Tuesday, June 06, 2006
THE WHITE PAGES
One thing a diary records with uncommon eloquence is its own end. After a friend's death a few years ago, I picked up her datebook and leafed through it. It was full of the appointments and memos to self and hastily scrawled phone numbers that daily life spawns. Full of the wildly slanted handwriting that was quite simply her. When I came upon the sudden and irrevocable whiteness of the pages she would never fill, her loss became tangible for the first time.
War is all about the white pages, the abrupt endings, the silence that echoes through decades. In this morning's New York Times there was a piece about the diary of Dang Thuy Tram, a young doctor who died on the battlefield in 1970. It was salvaged by an American veteran named Fred Whitehurst who saw Tram as "a sister and a teacher."
For thirty-five years, Whitehurst carefully preserved it. "Human to human," he said, "I fell in love with her."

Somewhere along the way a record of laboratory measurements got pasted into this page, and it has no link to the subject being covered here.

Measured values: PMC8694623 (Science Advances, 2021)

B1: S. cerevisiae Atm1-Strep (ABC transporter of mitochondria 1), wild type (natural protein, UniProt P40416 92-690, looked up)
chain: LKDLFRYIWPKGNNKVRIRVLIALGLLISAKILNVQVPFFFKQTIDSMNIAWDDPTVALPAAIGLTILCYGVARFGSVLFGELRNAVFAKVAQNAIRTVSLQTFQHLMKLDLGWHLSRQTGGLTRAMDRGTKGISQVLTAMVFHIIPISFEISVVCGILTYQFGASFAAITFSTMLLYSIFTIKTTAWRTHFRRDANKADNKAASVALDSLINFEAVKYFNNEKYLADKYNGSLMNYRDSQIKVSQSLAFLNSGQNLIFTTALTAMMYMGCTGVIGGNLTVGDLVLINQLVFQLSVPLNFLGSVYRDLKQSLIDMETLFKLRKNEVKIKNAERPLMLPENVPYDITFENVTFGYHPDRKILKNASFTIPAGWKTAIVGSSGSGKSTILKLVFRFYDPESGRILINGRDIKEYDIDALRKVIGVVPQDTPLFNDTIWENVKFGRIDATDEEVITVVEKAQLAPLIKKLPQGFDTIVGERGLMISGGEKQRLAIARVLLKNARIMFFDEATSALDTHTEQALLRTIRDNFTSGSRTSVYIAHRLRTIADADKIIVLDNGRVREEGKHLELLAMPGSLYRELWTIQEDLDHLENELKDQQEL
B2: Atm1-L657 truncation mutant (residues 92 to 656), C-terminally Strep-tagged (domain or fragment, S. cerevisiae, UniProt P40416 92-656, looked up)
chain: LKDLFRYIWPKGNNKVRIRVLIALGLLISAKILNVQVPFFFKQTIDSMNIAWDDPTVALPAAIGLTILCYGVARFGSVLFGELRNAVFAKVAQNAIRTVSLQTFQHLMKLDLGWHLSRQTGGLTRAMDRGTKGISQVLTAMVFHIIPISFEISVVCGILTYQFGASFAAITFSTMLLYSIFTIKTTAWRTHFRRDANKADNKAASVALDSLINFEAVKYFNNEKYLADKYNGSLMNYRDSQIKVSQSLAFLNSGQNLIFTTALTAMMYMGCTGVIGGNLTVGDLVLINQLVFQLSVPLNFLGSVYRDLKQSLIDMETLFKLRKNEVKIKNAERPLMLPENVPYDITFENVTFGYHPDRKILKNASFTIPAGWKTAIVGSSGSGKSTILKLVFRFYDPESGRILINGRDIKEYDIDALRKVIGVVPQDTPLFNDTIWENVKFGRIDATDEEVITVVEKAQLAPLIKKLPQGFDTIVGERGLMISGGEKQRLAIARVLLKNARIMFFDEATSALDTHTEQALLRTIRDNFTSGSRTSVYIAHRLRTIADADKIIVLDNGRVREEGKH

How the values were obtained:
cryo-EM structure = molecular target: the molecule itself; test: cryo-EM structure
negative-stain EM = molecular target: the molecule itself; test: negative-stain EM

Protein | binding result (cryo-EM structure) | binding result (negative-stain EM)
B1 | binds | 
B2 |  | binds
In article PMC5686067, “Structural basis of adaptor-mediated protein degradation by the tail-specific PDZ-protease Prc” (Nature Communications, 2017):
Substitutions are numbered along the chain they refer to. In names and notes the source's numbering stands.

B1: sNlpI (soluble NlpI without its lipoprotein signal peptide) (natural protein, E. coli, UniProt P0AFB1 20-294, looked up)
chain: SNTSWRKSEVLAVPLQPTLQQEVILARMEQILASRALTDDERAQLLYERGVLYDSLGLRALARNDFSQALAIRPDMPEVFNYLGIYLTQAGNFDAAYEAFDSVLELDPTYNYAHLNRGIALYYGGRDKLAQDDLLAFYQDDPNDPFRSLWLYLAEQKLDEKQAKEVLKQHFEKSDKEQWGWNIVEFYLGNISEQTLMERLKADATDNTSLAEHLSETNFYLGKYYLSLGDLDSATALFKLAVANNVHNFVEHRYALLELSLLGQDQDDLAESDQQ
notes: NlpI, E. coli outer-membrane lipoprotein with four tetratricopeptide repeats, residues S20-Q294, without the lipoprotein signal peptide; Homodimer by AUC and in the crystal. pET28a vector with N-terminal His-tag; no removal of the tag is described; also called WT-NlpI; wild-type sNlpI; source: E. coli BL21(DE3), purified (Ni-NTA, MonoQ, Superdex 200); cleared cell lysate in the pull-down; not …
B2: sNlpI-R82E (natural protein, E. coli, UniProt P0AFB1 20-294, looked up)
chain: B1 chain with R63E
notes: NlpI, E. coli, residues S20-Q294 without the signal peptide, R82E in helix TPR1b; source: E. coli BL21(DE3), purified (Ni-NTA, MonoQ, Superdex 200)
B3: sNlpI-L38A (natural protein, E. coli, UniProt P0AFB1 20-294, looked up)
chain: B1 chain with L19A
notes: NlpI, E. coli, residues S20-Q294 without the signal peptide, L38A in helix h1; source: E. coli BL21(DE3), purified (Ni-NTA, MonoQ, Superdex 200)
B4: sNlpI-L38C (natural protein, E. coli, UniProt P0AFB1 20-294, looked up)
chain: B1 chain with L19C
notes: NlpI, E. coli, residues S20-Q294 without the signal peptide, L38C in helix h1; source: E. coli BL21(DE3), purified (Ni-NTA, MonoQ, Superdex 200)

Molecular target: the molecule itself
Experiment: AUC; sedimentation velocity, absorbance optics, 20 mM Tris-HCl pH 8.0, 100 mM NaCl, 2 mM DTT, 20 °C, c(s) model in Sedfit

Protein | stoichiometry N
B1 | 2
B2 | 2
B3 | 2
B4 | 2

Last year he located Tram's mother and returned the document to her.
"When I have the diary in my hand," the mother said, "I feel I am holding the soul of my daughter."
That statement made me think of the words we leave behind, both written and verbal. Are we, as we draft them--sometimes after much thought, but most often carelessly, creating that thing we call the soul?
Somehow it brought me back to a recent post by pohanginapete, who casts great light on any subject he considers. In this piece, he reflected on the now uncommon term "fountain pen".
I wondered: will the people who hold the words that flow from our "pens" in the future experience our fire and humanity as Whitehurst did when a translator first read Tram's diary to him? Will they feel that in some essential way, we are there "in front of them" as her mother did on opening the notebook?
If so, the pen is a powerful fountain indeed.